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re:Virals 30

Welcome to re:Virals, The Haiku Foundation’s weekly poem commentary feature on some of the finest haiku ever written in English. This week’s poem was

     along the roadside
     Dixie cups
     of summer wind . . .
          — Michael McClintock, Nest Feathers: Selected Haiku from the First 15 Years of The Heron's Nest (2015)

Marion Clarke had her eyes opened by this poem:

I must admit, I thought a Dixie cup was a type of flower — I’ve obviously lived a very sheltered life here in Ireland!

Despite opening with an ominous setting that could have progressed to a tragic image, such as a homeless person or an animal that has been run over, this haiku progresses with those rolling cups to reveal a bright and breezy ending! Enchanting.

And John Stevenson considers it an old friend:

Since this is a favorite of mine, I can’t let it pass without comment. I love poetry that is precise about measuring the unmeasurable. Are these Dixie cups half full of the summer wind or half empty? It seems to me that this is exactly how seriously we should take ourselves. Some may encounter these as unsightly litter, and they wouldn’t be wrong. Others may see in this a moment of unutterable beauty, and they wouldn’t be wrong. Perhaps these are escapees from a child’s lemonade stand. Perhaps these are discarded refreshments for marathon runners. More likely, we have to encounter them as mostly unexplained; the kind of secondary things that Wallace Stevens identified in “Man Carrying Thing.”

Peter Newton has a darker take:

The haiku begins casually enough with an observation of an almost overlooked scene “along the roadside.” But its pivotal second line “Dixie cups” interjects man not necessarily in nature but ON nature and through it. Man as a polluter. And further than that we have “Dixie cups/ of summer wind” as if McClintock is rebranding the summer wind itself. In other words: the summer wind brought to you by Dixie cups. Perhaps a sad commentary on our awareness of nature in the sense that we overlook it until we see the Dixie cups. As Earth Day approaches (April 22) here is a poem about why we need such a day in the first place. A day that ought to function as this poem does — more as a reminder rather than a remembrance.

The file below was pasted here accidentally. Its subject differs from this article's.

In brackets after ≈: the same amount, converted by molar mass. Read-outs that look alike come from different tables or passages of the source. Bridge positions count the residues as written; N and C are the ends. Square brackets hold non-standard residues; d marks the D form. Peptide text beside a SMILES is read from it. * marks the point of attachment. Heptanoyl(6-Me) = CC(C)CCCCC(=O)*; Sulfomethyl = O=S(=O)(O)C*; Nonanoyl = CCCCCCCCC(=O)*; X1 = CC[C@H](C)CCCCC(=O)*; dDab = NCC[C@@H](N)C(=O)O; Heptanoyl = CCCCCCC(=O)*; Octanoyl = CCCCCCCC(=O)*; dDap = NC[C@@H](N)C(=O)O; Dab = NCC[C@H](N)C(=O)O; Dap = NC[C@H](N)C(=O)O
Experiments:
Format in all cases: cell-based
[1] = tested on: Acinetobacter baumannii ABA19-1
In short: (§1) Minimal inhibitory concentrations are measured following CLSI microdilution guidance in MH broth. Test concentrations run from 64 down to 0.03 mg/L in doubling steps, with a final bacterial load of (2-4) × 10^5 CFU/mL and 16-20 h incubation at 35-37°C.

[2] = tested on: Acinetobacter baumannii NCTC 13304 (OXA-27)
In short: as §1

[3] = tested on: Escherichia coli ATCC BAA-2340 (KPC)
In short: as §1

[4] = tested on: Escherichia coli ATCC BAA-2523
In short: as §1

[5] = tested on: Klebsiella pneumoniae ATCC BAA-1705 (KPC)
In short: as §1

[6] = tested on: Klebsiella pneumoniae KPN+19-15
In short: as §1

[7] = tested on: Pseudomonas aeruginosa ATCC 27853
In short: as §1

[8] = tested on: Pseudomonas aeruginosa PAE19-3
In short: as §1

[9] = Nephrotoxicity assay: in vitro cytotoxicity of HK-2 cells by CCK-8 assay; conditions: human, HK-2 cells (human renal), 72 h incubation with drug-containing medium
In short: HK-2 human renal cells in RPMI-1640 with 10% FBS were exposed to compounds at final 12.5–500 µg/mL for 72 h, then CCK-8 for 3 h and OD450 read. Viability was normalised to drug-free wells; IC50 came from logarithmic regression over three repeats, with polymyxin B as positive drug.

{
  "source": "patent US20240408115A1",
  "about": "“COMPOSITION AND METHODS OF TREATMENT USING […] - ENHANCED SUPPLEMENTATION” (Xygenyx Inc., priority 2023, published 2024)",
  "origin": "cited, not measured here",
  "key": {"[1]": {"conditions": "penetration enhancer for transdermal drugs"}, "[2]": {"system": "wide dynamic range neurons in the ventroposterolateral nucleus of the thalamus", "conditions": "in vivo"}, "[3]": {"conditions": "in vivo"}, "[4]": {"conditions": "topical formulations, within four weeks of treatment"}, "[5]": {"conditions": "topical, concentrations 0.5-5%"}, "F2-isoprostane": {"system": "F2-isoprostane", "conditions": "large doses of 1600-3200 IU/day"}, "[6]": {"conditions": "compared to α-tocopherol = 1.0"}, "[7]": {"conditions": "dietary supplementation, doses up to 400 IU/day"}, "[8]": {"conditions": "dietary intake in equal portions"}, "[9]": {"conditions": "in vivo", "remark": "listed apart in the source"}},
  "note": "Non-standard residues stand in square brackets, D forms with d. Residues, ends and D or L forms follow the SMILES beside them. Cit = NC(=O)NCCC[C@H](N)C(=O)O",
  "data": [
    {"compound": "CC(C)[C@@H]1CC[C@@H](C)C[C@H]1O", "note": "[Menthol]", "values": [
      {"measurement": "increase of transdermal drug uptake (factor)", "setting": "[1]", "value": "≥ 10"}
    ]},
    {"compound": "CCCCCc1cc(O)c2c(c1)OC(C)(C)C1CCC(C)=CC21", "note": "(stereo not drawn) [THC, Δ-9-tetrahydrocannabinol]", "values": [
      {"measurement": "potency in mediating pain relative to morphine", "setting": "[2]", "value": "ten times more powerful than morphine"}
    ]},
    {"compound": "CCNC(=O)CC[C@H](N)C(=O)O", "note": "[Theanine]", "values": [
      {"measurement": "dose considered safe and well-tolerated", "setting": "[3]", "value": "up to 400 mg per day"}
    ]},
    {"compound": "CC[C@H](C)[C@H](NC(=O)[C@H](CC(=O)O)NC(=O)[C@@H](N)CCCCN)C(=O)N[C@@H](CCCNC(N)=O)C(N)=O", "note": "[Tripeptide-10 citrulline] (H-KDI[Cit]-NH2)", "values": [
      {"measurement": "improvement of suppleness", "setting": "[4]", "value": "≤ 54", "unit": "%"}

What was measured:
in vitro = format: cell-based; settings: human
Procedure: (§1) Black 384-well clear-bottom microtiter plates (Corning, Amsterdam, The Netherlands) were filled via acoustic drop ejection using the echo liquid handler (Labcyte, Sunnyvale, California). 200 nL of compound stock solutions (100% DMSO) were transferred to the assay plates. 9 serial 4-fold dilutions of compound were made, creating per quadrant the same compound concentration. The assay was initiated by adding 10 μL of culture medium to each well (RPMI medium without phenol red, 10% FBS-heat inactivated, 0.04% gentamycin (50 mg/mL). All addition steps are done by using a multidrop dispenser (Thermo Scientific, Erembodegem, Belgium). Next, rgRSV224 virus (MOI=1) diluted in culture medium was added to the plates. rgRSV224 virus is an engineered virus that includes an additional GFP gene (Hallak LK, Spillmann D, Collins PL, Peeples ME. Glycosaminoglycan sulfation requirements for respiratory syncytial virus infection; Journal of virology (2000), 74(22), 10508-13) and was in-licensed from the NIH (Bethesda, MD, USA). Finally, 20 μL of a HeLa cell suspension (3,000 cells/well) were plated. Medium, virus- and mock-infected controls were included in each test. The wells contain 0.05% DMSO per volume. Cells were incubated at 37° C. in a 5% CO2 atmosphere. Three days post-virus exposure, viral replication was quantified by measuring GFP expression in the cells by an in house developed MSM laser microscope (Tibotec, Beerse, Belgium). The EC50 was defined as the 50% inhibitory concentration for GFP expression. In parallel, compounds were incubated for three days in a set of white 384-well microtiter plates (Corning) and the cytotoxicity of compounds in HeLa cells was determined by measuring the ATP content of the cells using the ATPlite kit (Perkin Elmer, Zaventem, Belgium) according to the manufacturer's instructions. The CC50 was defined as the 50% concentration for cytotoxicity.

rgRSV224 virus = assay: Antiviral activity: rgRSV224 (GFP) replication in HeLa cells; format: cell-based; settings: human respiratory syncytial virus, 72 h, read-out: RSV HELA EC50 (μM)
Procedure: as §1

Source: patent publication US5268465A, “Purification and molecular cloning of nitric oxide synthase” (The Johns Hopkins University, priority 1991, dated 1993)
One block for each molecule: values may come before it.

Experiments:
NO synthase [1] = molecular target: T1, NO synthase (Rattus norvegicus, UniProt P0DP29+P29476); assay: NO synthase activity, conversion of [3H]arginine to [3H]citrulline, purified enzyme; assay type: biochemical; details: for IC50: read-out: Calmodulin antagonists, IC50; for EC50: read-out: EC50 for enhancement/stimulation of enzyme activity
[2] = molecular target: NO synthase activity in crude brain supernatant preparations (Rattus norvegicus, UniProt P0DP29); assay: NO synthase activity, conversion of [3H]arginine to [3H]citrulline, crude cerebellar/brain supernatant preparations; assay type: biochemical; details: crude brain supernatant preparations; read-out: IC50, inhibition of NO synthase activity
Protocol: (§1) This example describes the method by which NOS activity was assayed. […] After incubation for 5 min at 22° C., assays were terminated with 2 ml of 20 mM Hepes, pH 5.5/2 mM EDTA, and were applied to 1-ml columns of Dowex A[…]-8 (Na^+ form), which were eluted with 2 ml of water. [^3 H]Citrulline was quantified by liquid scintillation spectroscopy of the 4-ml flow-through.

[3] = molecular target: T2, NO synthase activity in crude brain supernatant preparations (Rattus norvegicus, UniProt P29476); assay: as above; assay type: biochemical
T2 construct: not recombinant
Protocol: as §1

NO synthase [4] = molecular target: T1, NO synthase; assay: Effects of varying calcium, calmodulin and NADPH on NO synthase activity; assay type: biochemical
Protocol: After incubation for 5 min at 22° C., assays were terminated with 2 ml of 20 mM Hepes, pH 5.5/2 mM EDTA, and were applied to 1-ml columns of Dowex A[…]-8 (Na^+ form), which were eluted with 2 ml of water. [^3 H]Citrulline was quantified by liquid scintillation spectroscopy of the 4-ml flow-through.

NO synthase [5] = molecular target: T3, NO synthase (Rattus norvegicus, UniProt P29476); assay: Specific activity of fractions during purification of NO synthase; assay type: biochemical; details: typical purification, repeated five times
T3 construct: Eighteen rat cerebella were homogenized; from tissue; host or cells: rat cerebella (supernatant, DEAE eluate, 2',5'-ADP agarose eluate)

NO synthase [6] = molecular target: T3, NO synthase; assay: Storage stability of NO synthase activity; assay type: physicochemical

As this week’s winner, Peter gets to choose next week’s poem, which you’ll find below. We invite you to write a commentary to it. It may be as long or short, academic or spontaneous, serious or silly, public or personal as you like. We will select out-takes from the best of these. And the very best will be reproduced in its entirety and take its place as part of the THF Archives. Best of all, the winning commentator gets to choose the next poem for commentary.

Anyone can participate. A new poem will appear each Friday morning. Simply put your commentary in the Contact box by the following Tuesday midnight (Eastern US Time Zone). Please use the subject header “re:Virals” so we know what we’re looking at. We look forward to seeing some of your favorite poems — and finding out why!

re:Virals 30:

     radiation leak moonlight on the fuel rods
          — Melissa Allen, Haiku in English: The First Hundred Years (2013)
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